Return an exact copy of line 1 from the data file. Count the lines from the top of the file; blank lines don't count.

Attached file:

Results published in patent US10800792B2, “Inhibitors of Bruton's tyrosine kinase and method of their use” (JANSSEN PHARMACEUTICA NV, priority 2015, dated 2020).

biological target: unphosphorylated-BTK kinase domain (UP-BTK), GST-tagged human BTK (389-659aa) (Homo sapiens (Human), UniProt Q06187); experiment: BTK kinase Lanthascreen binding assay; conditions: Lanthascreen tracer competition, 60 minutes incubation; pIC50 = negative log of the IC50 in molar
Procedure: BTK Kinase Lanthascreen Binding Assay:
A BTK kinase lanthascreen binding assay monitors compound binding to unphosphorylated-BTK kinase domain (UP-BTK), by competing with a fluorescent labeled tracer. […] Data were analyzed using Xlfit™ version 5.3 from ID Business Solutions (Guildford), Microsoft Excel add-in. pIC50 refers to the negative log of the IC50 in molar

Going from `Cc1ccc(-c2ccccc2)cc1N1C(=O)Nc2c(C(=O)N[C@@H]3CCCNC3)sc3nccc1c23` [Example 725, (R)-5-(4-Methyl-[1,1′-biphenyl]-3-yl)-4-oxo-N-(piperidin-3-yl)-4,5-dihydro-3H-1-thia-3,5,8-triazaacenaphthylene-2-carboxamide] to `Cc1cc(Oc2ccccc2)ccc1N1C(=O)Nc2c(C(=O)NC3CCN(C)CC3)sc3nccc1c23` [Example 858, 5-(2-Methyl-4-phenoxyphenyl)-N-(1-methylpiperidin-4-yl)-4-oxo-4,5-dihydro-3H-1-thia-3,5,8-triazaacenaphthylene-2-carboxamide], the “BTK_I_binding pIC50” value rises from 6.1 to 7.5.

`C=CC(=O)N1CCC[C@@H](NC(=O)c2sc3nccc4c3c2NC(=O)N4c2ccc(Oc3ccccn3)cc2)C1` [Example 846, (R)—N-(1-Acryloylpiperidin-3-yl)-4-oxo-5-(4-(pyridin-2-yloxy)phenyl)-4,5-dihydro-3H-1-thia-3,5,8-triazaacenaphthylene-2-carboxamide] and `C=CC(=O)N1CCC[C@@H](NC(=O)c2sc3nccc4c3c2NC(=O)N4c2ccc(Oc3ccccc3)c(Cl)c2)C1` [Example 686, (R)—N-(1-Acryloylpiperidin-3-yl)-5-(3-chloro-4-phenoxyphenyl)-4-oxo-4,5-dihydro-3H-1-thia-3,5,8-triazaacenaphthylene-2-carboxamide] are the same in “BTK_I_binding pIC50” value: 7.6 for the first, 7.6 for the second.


Results published in patent US10800792B2, “Inhibitors of Bruton's tyrosine kinase and method of their use” (JANSSEN PHARMACEUTICA NV, priority 2015, dated 2020).